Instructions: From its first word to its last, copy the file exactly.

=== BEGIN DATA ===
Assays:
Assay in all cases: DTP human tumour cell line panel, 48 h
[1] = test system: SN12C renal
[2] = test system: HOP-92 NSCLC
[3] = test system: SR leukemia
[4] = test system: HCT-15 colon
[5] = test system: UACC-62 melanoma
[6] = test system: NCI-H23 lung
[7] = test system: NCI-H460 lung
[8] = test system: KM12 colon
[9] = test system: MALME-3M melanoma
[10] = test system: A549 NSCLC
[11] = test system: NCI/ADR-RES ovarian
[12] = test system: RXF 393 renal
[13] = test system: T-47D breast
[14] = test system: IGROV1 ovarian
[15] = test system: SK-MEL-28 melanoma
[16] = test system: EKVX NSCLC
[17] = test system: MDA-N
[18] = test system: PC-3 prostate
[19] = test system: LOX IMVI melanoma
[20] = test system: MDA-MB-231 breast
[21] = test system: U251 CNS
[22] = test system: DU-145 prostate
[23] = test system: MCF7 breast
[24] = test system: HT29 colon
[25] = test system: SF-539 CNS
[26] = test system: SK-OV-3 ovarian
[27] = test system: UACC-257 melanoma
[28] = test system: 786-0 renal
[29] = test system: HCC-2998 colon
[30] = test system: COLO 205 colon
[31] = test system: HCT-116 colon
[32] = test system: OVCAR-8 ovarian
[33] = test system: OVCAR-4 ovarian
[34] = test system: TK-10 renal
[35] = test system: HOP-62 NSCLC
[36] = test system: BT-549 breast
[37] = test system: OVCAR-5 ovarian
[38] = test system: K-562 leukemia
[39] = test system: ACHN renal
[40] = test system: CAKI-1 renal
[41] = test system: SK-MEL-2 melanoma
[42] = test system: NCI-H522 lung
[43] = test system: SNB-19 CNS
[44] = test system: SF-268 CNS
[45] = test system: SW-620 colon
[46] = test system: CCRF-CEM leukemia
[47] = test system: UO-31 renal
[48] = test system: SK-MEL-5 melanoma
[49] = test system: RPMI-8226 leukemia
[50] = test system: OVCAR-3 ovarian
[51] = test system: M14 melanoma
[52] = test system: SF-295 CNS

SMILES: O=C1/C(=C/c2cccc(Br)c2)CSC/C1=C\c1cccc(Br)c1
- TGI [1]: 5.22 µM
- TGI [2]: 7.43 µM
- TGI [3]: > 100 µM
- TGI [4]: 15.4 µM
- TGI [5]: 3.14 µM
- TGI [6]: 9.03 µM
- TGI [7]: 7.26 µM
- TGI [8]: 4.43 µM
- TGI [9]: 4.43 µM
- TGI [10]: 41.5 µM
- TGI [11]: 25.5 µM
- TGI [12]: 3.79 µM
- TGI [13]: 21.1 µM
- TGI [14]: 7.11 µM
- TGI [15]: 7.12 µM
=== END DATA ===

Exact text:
Assays:
Assay in all cases: DTP human tumour cell line panel, 48 h
[1] = test system: SN12C renal
[2] = test system: HOP-92 NSCLC
[3] = test system: SR leukemia
[4] = test system: HCT-15 colon
[5] = test system: UACC-62 melanoma
[6] = test system: NCI-H23 lung
[7] = test system: NCI-H460 lung
[8] = test system: KM12 colon
[9] = test system: MALME-3M melanoma
[10] = test system: A549 NSCLC
[11] = test system: NCI/ADR-RES ovarian
[12] = test system: RXF 393 renal
[13] = test system: T-47D breast
[14] = test system: IGROV1 ovarian
[15] = test system: SK-MEL-28 melanoma
[16] = test system: EKVX NSCLC
[17] = test system: MDA-N
[18] = test system: PC-3 prostate
[19] = test system: LOX IMVI melanoma
[20] = test system: MDA-MB-231 breast
[21] = test system: U251 CNS
[22] = test system: DU-145 prostate
[23] = test system: MCF7 breast
[24] = test system: HT29 colon
[25] = test system: SF-539 CNS
[26] = test system: SK-OV-3 ovarian
[27] = test system: UACC-257 melanoma
[28] = test system: 786-0 renal
[29] = test system: HCC-2998 colon
[30] = test system: COLO 205 colon
[31] = test system: HCT-116 colon
[32] = test system: OVCAR-8 ovarian
[33] = test system: OVCAR-4 ovarian
[34] = test system: TK-10 renal
[35] = test system: HOP-62 NSCLC
[36] = test system: BT-549 breast
[37] = test system: OVCAR-5 ovarian
[38] = test system: K-562 leukemia
[39] = test system: ACHN renal
[40] = test system: CAKI-1 renal
[41] = test system: SK-MEL-2 melanoma
[42] = test system: NCI-H522 lung
[43] = test system: SNB-19 CNS
[44] = test system: SF-268 CNS
[45] = test system: SW-620 colon
[46] = test system: CCRF-CEM leukemia
[47] = test system: UO-31 renal
[48] = test system: SK-MEL-5 melanoma
[49] = test system: RPMI-8226 leukemia
[50] = test system: OVCAR-3 ovarian
[51] = test system: M14 melanoma
[52] = test system: SF-295 CNS

SMILES: O=C1/C(=C/c2cccc(Br)c2)CSC/C1=C\c1cccc(Br)c1
- TGI [1]: 5.22 µM
- TGI [2]: 7.43 µM
- TGI [3]: > 100 µM
- TGI [4]: 15.4 µM
- TGI [5]: 3.14 µM
- TGI [6]: 9.03 µM
- TGI [7]: 7.26 µM
- TGI [8]: 4.43 µM
- TGI [9]: 4.43 µM
- TGI [10]: 41.5 µM
- TGI [11]: 25.5 µM
- TGI [12]: 3.79 µM
- TGI [13]: 21.1 µM
- TGI [14]: 7.11 µM
- TGI [15]: 7.12 µM